Spaceflight Insider

ULA’s ‘Groundhog Day’ continues with third weather scrub for AFSPC-4 Delta launch

Photo Credit: Michael Seeley / SpaceFlight Insider

CAPE CANAVERAL, Fla – In a near repeat of the launch attempts of July 24 and 25, severe storms at Cape Canaveral Air Force Station’s Space Launch Complex 37 in Florida caused a scrub for the day to be declared at 7:06 p.m. EDT (2306 GMT). Much as on the two prior attempts, torrential rain, numerous lightning strikes as well as a tornado warning made liftoff of a United Launch Alliance (ULA ) Delta IV Medium+ 4,2 rocket impossible. The payload for this mission consists of three satellites under the AFSPC-4 banner.

ULA tried waiting out the weather, which seemed to be a good plan as the storm was fairly fast moving. However, several weather violations lingered and the launch was scrubbed for at least 48 hours.

The launch window for this evening’s attempt opened at 6:51 p.m. EDT (2251 GMT) and extended for some 65 minutes. However, the raging thunderstorms overhead would not allow mission managers to get the launch vehicle and its precious cargo off the launch pad. ULA’s Lyn Chassagne stated that the reason ULA will not be trying again on July 27 was for crew rest as the launch team has been working since Wednesday to conduct the launch.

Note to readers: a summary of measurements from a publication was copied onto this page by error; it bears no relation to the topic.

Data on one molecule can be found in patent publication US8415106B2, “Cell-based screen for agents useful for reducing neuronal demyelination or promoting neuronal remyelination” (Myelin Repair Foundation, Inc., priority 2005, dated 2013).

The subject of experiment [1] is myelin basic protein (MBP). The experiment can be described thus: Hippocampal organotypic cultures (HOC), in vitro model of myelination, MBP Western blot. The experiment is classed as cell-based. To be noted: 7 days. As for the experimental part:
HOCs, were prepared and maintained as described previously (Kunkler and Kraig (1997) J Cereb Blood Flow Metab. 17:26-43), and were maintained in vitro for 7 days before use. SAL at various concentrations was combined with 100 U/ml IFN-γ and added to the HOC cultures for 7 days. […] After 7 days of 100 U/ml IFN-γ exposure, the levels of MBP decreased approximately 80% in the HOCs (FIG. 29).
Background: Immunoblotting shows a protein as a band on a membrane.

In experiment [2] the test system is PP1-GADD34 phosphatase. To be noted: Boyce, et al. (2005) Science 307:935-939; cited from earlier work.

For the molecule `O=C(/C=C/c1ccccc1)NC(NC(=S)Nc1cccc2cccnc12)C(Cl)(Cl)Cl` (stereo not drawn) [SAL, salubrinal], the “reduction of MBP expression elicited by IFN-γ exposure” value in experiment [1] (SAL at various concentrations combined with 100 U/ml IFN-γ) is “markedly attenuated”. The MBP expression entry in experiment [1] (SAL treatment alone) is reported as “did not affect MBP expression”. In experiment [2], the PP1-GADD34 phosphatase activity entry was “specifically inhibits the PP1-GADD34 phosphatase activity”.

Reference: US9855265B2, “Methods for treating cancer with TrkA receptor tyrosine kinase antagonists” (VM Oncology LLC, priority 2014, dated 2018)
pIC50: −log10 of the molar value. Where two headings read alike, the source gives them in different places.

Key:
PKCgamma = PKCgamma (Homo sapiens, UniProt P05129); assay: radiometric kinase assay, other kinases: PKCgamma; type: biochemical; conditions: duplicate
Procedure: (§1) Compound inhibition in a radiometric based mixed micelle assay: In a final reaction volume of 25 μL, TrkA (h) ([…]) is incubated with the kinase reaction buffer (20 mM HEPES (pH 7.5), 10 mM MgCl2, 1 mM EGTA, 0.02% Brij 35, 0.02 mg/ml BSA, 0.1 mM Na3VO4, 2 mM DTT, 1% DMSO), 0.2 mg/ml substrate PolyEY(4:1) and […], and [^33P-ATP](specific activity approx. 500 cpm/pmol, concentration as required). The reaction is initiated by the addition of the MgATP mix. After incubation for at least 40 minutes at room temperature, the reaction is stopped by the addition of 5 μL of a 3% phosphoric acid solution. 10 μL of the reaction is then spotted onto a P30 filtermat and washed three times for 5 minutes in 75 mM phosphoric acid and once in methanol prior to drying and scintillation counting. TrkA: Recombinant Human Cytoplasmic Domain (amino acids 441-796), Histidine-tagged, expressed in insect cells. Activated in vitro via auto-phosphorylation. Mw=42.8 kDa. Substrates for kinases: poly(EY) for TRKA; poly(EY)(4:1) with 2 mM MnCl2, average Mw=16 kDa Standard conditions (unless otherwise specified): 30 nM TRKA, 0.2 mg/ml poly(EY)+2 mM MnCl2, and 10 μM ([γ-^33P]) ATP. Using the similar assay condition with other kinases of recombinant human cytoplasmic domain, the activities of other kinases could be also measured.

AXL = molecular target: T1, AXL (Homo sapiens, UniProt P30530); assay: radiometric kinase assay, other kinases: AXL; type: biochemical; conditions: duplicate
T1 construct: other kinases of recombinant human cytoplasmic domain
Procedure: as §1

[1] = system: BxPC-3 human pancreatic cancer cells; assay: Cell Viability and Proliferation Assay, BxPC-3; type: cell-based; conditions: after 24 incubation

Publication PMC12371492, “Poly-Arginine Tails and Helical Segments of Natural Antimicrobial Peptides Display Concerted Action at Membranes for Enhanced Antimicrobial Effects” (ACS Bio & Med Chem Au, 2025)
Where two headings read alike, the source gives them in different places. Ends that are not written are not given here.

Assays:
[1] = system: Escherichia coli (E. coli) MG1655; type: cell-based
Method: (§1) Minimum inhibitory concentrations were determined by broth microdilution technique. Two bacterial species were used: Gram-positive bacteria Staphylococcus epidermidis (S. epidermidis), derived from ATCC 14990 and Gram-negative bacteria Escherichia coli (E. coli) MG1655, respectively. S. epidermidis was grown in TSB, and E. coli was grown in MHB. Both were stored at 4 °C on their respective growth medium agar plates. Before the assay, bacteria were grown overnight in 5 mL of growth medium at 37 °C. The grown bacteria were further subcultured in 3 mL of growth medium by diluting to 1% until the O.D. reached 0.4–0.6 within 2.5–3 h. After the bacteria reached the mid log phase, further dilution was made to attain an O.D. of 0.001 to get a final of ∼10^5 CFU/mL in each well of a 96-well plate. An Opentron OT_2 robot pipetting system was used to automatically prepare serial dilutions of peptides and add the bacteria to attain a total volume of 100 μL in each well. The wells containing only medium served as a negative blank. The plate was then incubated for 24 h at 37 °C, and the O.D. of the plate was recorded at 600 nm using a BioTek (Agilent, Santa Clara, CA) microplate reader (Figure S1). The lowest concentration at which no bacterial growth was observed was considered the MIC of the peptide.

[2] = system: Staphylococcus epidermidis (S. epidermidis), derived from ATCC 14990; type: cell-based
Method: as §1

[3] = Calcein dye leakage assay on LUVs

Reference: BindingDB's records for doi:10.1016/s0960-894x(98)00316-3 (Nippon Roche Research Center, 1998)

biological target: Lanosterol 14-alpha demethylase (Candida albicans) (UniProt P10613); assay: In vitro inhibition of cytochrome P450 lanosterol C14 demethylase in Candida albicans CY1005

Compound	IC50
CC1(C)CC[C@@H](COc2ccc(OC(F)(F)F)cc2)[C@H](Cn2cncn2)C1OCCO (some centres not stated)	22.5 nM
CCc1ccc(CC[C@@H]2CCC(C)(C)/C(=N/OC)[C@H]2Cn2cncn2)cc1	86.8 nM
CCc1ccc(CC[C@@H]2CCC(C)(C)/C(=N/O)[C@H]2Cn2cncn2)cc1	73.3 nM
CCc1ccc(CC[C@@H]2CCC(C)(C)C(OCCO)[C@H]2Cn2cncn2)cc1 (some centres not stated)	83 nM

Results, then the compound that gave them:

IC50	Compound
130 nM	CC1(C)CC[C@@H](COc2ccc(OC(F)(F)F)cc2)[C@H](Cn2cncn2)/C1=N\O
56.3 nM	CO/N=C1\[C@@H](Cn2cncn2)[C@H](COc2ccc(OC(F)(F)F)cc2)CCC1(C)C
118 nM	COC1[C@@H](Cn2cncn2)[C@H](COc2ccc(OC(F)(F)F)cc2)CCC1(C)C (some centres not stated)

ULA has stated that it will try again on Monday, July 28. The launch window for that attempt will open at 6:47 p.m. EDT (2247 GMT).

Tonight’s scrub means that the planned July 31 launch of an Atlas V 401 rocket with the GPS IIF-7 satellite has been pushed back 24 hours to August 1.

 

Post edited on July 27, 2014 at 12:24 a.m. EDT to reflect new information regarding the scrub. 

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Jason Rhian spent several years honing his skills with internships at NASA, the National Space Society and other organizations. He has provided content for outlets such as: Aviation Week & Space Technology, Space.com, The Mars Society and Universe Today.

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